Healing Rest: This is a very special kind of rest that follows life-changes, loss, trauma, or even a rest recommended by someone like a husband who sees the need of it in his wife. We tend to power through so often that we do not allow ourselves to Biblically process what has happened in our lives. We need to give ourselves time to grieve, time to adjust, time to think about changes in our lives in a Biblical way. If we do not, it is far too easy for lies from our heart or the world around us to take a foothold in our pain and cause us to loose faith. We need to give ourselves time to read the Bible, talk with a friend, see a counselor, journal, create music, walk and let our hearts naturally unwind and settle into Biblical truth.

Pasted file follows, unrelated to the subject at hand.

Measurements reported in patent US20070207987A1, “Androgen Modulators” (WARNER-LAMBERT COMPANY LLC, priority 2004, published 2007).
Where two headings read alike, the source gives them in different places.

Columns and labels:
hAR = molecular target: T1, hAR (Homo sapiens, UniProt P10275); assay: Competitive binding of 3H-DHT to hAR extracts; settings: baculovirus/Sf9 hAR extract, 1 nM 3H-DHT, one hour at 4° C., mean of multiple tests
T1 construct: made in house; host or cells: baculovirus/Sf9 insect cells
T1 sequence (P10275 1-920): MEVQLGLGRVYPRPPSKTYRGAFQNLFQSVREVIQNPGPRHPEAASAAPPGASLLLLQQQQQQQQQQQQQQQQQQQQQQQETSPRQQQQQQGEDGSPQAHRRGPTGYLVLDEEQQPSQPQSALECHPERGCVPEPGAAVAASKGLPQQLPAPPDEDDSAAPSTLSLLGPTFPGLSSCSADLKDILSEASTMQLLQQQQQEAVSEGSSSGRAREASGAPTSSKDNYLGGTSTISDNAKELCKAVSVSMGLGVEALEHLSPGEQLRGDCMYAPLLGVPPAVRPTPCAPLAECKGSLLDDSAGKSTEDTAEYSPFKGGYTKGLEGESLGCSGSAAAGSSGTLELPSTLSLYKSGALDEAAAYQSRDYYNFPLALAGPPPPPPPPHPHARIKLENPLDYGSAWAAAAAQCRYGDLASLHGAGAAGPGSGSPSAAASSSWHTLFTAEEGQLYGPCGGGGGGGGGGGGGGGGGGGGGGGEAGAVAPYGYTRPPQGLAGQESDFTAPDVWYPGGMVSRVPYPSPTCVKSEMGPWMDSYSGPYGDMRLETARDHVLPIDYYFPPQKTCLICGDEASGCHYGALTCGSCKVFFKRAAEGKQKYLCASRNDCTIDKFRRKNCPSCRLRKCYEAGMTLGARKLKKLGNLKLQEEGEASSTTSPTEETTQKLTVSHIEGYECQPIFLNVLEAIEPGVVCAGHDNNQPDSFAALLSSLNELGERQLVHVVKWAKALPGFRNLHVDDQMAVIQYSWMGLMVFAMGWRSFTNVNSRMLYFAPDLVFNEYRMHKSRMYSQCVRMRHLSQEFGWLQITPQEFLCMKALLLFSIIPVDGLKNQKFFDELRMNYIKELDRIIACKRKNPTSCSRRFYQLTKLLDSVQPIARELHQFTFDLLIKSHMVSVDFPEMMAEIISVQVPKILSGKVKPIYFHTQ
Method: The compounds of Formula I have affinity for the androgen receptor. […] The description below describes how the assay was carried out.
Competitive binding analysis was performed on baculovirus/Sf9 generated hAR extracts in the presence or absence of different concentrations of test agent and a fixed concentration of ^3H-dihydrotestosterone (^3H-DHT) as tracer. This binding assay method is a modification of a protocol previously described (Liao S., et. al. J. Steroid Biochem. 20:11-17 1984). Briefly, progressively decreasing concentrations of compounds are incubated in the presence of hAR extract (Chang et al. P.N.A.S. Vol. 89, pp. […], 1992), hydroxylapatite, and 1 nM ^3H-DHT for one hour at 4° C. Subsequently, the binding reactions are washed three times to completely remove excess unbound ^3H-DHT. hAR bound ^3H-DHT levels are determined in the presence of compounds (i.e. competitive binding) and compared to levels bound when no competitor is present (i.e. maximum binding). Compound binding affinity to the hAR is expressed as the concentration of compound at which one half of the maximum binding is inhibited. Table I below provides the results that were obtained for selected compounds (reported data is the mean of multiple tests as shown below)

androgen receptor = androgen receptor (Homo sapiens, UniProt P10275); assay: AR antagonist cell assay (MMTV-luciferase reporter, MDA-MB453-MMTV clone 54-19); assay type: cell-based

May we all peruse the true rest as our Savior gently bids us: “Come to me, all you who are weary and burdened, and I will give you rest. Take my yoke upon you and learn from me, for I am gentle and humble in heart, and you will find rest for your souls. For my yoke is easy and my burden is light.” Mt. 11:28-30.